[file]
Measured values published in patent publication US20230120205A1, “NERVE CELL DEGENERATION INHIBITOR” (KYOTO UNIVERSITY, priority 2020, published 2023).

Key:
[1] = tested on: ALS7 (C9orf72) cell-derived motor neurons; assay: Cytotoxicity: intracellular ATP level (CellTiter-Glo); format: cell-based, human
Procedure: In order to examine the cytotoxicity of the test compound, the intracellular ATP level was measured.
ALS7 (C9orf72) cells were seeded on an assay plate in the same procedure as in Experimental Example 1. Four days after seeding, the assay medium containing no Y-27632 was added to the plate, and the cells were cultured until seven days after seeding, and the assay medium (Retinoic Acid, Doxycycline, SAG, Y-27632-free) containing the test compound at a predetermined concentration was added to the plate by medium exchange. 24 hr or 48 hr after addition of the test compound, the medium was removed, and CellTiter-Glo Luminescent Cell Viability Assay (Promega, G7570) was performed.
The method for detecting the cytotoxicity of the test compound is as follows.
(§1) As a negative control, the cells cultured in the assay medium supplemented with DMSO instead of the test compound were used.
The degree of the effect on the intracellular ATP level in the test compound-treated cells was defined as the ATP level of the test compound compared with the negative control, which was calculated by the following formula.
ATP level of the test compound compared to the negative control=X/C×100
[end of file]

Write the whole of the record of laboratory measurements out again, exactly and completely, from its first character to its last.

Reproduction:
Measured values published in patent publication US20230120205A1, “NERVE CELL DEGENERATION INHIBITOR” (KYOTO UNIVERSITY, priority 2020, published 2023).

Key:
[1] = tested on: ALS7 (C9orf72) cell-derived motor neurons; assay: Cytotoxicity: intracellular ATP level (CellTiter-Glo); format: cell-based, human
Procedure: In order to examine the cytotoxicity of the test compound, the intracellular ATP level was measured.
ALS7 (C9orf72) cells were seeded on an assay plate in the same procedure as in Experimental Example 1. Four days after seeding, the assay medium containing no Y-27632 was added to the plate, and the cells were cultured until seven days after seeding, and the assay medium (Retinoic Acid, Doxycycline, SAG, Y-27632-free) containing the test compound at a predetermined concentration was added to the plate by medium exchange. 24 hr or 48 hr after addition of the test compound, the medium was removed, and CellTiter-Glo Luminescent Cell Viability Assay (Promega, G7570) was performed.
The method for detecting the cytotoxicity of the test compound is as follows.
(§1) As a negative control, the cells cultured in the assay medium supplemented with DMSO instead of the test compound were used.
The degree of the effect on the intracellular ATP level in the test compound-treated cells was defined as the ATP level of the test compound compared with the negative control, which was calculated by the following formula.
ATP level of the test compound compared to the negative control=X/C×100